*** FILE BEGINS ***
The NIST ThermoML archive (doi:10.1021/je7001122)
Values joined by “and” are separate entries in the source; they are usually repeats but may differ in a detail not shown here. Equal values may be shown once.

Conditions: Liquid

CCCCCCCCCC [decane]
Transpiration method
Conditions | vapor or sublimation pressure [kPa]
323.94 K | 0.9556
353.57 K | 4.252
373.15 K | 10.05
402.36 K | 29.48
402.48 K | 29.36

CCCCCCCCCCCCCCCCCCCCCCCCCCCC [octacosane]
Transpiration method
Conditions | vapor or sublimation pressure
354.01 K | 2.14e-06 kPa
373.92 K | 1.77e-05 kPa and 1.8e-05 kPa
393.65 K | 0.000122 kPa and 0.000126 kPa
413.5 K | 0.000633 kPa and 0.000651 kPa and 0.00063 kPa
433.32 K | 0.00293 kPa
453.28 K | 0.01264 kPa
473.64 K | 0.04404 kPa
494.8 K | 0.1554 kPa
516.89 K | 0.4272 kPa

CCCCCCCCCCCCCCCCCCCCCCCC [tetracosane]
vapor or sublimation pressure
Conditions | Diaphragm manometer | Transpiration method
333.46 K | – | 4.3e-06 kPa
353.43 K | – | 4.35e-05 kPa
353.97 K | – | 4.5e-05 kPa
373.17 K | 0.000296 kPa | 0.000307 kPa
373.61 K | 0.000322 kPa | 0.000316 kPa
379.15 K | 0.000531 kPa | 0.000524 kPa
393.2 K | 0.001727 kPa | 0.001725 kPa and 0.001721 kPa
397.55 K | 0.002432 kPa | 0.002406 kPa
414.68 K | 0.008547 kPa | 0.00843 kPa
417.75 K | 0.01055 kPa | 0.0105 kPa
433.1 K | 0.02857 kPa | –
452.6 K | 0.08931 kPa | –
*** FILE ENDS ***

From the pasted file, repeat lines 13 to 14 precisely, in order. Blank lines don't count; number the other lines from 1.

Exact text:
Transpiration method
Conditions | vapor or sublimation pressure